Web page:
Home »

Search Result

Search Results for His

Articles

This document defines the definition of "Christian" to be listed in this website!
Show all results in articles 

News

Today's category: LawyersLawyer Quiz Q: Why won't sharks attack lawyers? A: Professional courtesy. Q: When lawyers die, why are they buried in a hole 24 feet deep? A: Because deep down, they are all nice guys! Q: Have you heard about the lawyers' word processor? A: No matter what font you select, everything come out in fine print. Q: What do you get when you cross the Godfather with a lawyer? A: An offer you can't understand. Q: What would happen if you lock a cannibal in a room full of lawyers? A: He would starve to death. Q: Did you hear about the terrorist that hijacked a 747 full of lawyers? A: He threatened to release one every hour if his demands weren't met. Q: What is the difference between a lawyer and a herd of buffalo? A: The lawyer charges more. Q: Did you hear about the new microwave lawyer? A: You spend eight minutes in his office and get billed as if you'd been there eight hours. Jury: Twelve men and women trying to decide which party has the best lawyer.View hundreds more jokes online.Email this joke to a friend
THE two most successful entrepreneurs on Wall Street of the past two decades work on opposite sides of Park Avenue. Larry Fink, 65, is a Democrat whose hand is glued to a Starbucks cup and who runs BlackRock from 52nd Street. Stephen Schwarzman, 70, is a Republican who wears striped shirts with plain collars and runs Blackstone from between 51st and 52nd. The two are ex-colleagues, but have sharply opposing views on investment and management. Their trajectories illustrate how finance is changing. Mr Fink, once the underdog, is on top.His firm, BlackRock, is the world's largest asset manager, with $6trn of assets. It stands for computing power, low fees and scale, and is booming. Mr Schwarzman's firm, Blackstone, is the largest “alternative” manager, focused on private equity and property, with $387bn of assets. It stands for a time-honoured formula of brain power, high fees and specialisation. Lately, it has trod water.When Mr Fink was a securities trader in his 30s he joined...Continue reading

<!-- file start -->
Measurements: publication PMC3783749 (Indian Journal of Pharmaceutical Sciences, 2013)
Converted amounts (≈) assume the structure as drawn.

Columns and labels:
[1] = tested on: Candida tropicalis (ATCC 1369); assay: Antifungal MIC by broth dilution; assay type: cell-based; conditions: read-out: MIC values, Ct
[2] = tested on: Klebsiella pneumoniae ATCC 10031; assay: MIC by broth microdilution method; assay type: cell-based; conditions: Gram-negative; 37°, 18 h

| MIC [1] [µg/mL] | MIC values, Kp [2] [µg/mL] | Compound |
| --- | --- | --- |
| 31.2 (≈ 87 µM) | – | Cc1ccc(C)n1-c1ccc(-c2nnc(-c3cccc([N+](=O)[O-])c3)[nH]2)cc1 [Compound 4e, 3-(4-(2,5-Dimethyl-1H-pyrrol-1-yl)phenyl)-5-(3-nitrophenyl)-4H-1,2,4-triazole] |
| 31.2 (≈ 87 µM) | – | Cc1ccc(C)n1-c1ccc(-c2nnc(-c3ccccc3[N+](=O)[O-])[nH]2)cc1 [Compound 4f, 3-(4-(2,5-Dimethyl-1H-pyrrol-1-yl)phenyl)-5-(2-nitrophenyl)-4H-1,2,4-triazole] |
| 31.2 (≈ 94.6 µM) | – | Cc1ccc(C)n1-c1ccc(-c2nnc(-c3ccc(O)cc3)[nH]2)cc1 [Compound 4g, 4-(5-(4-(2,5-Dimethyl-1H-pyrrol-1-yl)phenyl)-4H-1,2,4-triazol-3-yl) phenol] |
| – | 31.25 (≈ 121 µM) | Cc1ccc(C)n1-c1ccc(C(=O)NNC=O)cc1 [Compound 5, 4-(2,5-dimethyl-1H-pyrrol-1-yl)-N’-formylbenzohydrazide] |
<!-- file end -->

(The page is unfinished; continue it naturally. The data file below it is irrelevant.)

THE great Sir Isaac Newton may have revolutionised our knowledge of the world but he still had his blind spots. He was sucked into the great mania of his day, the South Sea Bubble (pictured) and lost a lot of money. “I can calculate the motion of heavenly bodies but not the madness of people,” he ruefully reflected. In retrospect, he should have pondered the popular saying that was used to define his law of gravity: “What goes up, must come down.”Investors in bitcoin are learning this old truth. The price of the cryptocurrency peaked last month at somewhere over $19,000 (there is a very wide spread, a problem in itself) but, at the time of writing (around 11am GMT), some exchanges now show a price below $10,000. Perhaps the best way of understanding bitcoin is through a model of how bubbles operate. The classic model, developed by Hyman Minsky and elaborated by Charles Kindleberger, a historian who studied bubbles, has five...Continue reading
When He was alone…the twelve asked Him about the parable. —Mark 4:10His Solitude with Us. When God gets us alone through suffering, heartbreak, temptation, disappointment, sickness, or by thwarted desires, a broken friendship, or a new friendship— when He gets us absolutely alone, and we are totally speechless, unable to ask even one question, then He begins to teach us. Notice Jesus…
I heard the voice of the Lord, saying: "Whom shall I send, and who will go for Us?" Then I said, "Here am I! Send me." —Isaiah 6:8God did not direct His call to Isaiah— Isaiah overheard God saying, “…who will go for Us?” The call of God is not just for a select few but for everyone. Whether I hear God's call or not depends on the condition of my ears, and exactly what I hear…
Show all results in news 
Familynet Topsites Independent Fundamental Baptist Topsites The Fundamental Top 500 Bible Top 1000 KJV Bible Top 500

Flag Counter